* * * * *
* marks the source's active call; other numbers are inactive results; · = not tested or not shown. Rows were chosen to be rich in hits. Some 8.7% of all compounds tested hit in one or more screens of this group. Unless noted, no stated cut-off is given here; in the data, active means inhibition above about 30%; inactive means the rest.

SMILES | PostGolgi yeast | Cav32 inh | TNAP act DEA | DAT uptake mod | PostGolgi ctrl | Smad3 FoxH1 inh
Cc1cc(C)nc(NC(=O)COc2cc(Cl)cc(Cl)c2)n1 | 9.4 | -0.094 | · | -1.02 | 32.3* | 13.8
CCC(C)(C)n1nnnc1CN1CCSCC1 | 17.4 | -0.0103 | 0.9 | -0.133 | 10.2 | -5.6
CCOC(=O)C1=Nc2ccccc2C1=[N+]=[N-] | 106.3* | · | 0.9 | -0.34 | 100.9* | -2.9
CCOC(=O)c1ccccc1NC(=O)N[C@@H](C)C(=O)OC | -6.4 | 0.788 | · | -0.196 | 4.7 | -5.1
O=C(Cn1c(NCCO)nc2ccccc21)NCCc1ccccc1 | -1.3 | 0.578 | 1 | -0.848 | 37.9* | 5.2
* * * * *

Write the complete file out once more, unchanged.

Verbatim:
* marks the source's active call; other numbers are inactive results; · = not tested or not shown. Rows were chosen to be rich in hits. Some 8.7% of all compounds tested hit in one or more screens of this group. Unless noted, no stated cut-off is given here; in the data, active means inhibition above about 30%; inactive means the rest.

SMILES | PostGolgi yeast | Cav32 inh | TNAP act DEA | DAT uptake mod | PostGolgi ctrl | Smad3 FoxH1 inh
Cc1cc(C)nc(NC(=O)COc2cc(Cl)cc(Cl)c2)n1 | 9.4 | -0.094 | · | -1.02 | 32.3* | 13.8
CCC(C)(C)n1nnnc1CN1CCSCC1 | 17.4 | -0.0103 | 0.9 | -0.133 | 10.2 | -5.6
CCOC(=O)C1=Nc2ccccc2C1=[N+]=[N-] | 106.3* | · | 0.9 | -0.34 | 100.9* | -2.9
CCOC(=O)c1ccccc1NC(=O)N[C@@H](C)C(=O)OC | -6.4 | 0.788 | · | -0.196 | 4.7 | -5.1
O=C(Cn1c(NCCO)nc2ccccc21)NCCc1ccccc1 | -1.3 | 0.578 | 1 | -0.848 | 37.9* | 5.2